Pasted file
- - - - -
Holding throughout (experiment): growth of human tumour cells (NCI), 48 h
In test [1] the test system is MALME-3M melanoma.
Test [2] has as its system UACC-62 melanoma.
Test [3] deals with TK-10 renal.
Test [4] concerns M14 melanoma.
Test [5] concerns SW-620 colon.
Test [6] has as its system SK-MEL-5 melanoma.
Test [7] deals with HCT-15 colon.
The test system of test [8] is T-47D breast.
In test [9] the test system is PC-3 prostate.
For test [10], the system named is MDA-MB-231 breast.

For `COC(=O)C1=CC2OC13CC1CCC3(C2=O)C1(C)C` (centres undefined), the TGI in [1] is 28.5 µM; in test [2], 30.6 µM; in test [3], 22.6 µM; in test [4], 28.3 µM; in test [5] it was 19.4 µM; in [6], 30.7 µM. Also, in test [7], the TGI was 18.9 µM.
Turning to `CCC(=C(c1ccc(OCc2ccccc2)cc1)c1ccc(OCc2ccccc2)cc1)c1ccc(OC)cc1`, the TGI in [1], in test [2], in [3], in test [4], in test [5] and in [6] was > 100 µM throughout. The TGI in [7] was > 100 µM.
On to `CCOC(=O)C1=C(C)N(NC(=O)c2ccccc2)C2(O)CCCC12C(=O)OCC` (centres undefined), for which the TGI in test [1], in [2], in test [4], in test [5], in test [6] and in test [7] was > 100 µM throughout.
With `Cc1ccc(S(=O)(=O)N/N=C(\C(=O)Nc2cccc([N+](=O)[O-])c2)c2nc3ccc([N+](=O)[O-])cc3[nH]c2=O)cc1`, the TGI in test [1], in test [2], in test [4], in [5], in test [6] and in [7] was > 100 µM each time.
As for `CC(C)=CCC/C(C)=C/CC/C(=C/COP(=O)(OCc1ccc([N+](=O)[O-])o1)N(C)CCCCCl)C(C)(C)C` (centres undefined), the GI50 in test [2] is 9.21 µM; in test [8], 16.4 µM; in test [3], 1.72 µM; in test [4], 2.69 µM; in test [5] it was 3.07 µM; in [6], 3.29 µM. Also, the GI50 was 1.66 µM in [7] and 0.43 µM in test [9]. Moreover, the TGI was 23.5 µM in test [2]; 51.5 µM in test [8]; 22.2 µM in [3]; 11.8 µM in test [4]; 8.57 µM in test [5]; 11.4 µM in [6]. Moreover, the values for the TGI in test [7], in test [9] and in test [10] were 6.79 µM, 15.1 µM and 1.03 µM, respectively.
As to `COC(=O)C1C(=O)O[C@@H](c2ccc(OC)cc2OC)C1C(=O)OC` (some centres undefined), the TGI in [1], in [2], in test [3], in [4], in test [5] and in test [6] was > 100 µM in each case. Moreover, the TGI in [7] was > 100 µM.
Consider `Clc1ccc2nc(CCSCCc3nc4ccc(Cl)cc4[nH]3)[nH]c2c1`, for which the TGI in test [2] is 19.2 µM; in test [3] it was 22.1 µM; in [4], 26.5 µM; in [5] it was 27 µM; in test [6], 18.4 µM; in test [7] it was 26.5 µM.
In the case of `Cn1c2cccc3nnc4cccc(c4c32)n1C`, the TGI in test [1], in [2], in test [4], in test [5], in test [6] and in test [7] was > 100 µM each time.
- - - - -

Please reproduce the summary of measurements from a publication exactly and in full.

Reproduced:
Holding throughout (experiment): growth of human tumour cells (NCI), 48 h
In test [1] the test system is MALME-3M melanoma.
Test [2] has as its system UACC-62 melanoma.
Test [3] deals with TK-10 renal.
Test [4] concerns M14 melanoma.
Test [5] concerns SW-620 colon.
Test [6] has as its system SK-MEL-5 melanoma.
Test [7] deals with HCT-15 colon.
The test system of test [8] is T-47D breast.
In test [9] the test system is PC-3 prostate.
For test [10], the system named is MDA-MB-231 breast.

For `COC(=O)C1=CC2OC13CC1CCC3(C2=O)C1(C)C` (centres undefined), the TGI in [1] is 28.5 µM; in test [2], 30.6 µM; in test [3], 22.6 µM; in test [4], 28.3 µM; in test [5] it was 19.4 µM; in [6], 30.7 µM. Also, in test [7], the TGI was 18.9 µM.
Turning to `CCC(=C(c1ccc(OCc2ccccc2)cc1)c1ccc(OCc2ccccc2)cc1)c1ccc(OC)cc1`, the TGI in [1], in test [2], in [3], in test [4], in test [5] and in [6] was > 100 µM throughout. The TGI in [7] was > 100 µM.
On to `CCOC(=O)C1=C(C)N(NC(=O)c2ccccc2)C2(O)CCCC12C(=O)OCC` (centres undefined), for which the TGI in test [1], in [2], in test [4], in test [5], in test [6] and in test [7] was > 100 µM throughout.
With `Cc1ccc(S(=O)(=O)N/N=C(\C(=O)Nc2cccc([N+](=O)[O-])c2)c2nc3ccc([N+](=O)[O-])cc3[nH]c2=O)cc1`, the TGI in test [1], in test [2], in test [4], in [5], in test [6] and in [7] was > 100 µM each time.
As for `CC(C)=CCC/C(C)=C/CC/C(=C/COP(=O)(OCc1ccc([N+](=O)[O-])o1)N(C)CCCCCl)C(C)(C)C` (centres undefined), the GI50 in test [2] is 9.21 µM; in test [8], 16.4 µM; in test [3], 1.72 µM; in test [4], 2.69 µM; in test [5] it was 3.07 µM; in [6], 3.29 µM. Also, the GI50 was 1.66 µM in [7] and 0.43 µM in test [9]. Moreover, the TGI was 23.5 µM in test [2]; 51.5 µM in test [8]; 22.2 µM in [3]; 11.8 µM in test [4]; 8.57 µM in test [5]; 11.4 µM in [6]. Moreover, the values for the TGI in test [7], in test [9] and in test [10] were 6.79 µM, 15.1 µM and 1.03 µM, respectively.
As to `COC(=O)C1C(=O)O[C@@H](c2ccc(OC)cc2OC)C1C(=O)OC` (some centres undefined), the TGI in [1], in [2], in test [3], in [4], in test [5] and in test [6] was > 100 µM in each case. Moreover, the TGI in [7] was > 100 µM.
Consider `Clc1ccc2nc(CCSCCc3nc4ccc(Cl)cc4[nH]3)[nH]c2c1`, for which the TGI in test [2] is 19.2 µM; in test [3] it was 22.1 µM; in [4], 26.5 µM; in [5] it was 27 µM; in test [6], 18.4 µM; in test [7] it was 26.5 µM.
In the case of `Cn1c2cccc3nnc4cccc(c4c32)n1C`, the TGI in test [1], in [2], in test [4], in test [5], in test [6] and in test [7] was > 100 µM each time.